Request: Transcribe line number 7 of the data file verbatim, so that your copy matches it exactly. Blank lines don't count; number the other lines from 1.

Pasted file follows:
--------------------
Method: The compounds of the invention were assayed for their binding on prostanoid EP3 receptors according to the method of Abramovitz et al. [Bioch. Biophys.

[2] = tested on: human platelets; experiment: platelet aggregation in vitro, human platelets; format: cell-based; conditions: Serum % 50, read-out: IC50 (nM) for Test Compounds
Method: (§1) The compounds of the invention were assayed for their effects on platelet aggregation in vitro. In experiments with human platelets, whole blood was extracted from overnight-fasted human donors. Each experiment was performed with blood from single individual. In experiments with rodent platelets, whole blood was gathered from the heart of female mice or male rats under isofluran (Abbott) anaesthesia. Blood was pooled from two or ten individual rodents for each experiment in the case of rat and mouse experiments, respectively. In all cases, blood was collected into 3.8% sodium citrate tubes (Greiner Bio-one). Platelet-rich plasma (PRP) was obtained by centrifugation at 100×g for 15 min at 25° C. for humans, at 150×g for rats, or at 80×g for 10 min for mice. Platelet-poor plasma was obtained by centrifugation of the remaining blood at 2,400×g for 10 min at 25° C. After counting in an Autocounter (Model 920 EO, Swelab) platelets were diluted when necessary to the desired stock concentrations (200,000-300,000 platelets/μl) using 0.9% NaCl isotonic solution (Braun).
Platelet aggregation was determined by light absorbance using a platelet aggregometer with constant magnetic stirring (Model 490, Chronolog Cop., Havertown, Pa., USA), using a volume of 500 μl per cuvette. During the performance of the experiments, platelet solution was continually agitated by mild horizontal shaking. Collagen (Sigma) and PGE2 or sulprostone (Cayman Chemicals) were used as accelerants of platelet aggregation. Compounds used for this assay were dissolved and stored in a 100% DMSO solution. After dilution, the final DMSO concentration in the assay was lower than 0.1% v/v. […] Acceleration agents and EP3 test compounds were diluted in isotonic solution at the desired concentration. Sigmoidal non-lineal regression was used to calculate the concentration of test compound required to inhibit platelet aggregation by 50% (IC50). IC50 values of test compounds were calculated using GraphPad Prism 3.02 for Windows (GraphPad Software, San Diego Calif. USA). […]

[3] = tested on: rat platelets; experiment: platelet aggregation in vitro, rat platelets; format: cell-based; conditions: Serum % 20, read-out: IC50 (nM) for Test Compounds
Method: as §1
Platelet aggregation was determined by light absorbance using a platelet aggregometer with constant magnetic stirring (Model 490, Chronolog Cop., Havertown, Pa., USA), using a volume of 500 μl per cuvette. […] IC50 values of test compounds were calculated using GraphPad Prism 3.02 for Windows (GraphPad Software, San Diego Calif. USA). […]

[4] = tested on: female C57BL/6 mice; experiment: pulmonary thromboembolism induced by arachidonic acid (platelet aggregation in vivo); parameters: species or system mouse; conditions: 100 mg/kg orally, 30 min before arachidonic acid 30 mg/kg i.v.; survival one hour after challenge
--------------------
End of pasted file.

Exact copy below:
Platelet aggregation was determined by light absorbance using a platelet aggregometer with constant magnetic stirring (Model 490, Chronolog Cop., Havertown, Pa., USA), using a volume of 500 μl per cuvette. […] IC50 values of test compounds were calculated using GraphPad Prism 3.02 for Windows (GraphPad Software, San Diego Calif. USA). […]